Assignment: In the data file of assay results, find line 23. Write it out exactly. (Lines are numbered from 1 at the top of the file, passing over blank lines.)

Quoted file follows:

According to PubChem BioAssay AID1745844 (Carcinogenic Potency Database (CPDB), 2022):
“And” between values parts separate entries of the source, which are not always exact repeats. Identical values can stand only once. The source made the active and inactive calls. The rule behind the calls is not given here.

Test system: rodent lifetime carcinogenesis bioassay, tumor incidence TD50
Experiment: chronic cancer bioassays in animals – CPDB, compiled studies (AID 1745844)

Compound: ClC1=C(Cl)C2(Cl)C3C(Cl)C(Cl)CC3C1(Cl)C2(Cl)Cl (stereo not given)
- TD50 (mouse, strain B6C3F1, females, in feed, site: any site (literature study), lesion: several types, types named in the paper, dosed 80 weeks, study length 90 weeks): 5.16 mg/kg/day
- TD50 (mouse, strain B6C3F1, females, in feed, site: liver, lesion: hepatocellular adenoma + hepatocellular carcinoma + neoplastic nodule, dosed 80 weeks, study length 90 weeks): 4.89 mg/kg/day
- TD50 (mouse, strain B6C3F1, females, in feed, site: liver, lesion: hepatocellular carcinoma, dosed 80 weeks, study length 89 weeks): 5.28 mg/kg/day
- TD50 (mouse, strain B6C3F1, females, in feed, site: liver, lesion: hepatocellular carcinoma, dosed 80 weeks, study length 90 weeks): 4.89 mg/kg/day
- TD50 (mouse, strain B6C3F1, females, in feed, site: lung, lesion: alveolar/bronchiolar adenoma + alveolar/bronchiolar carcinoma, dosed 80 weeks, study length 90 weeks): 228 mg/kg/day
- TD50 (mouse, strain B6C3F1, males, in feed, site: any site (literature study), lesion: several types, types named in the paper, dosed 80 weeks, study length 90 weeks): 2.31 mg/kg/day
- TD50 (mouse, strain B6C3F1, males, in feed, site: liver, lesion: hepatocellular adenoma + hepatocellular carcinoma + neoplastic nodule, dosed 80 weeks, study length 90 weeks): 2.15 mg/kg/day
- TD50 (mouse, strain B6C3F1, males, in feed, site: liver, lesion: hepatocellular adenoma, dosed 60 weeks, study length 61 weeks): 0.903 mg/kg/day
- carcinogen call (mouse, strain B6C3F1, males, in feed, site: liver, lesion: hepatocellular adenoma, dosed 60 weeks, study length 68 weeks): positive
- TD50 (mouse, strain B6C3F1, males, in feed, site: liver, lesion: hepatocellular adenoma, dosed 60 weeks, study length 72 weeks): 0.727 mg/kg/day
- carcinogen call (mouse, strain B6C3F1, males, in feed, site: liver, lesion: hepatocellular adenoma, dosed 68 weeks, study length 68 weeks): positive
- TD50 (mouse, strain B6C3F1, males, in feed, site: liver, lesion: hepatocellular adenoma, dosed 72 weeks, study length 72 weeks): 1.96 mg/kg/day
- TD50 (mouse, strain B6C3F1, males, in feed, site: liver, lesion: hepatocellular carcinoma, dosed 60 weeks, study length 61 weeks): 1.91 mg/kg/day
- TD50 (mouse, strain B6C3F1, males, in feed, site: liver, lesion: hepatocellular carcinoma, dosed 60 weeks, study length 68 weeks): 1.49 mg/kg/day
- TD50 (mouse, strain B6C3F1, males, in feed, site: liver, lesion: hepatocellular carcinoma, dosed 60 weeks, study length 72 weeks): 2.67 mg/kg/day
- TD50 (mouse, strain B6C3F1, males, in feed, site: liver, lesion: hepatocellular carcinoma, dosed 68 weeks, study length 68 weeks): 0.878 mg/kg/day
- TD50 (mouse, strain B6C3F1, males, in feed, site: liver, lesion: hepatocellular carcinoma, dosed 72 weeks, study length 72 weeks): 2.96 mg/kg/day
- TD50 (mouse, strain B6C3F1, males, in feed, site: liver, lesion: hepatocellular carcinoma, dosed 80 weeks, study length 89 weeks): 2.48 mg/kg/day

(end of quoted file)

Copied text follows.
- TD50 (mouse, strain B6C3F1, males, in feed, site: liver, lesion: hepatocellular carcinoma, dosed 80 weeks, study length 89 weeks): 2.48 mg/kg/day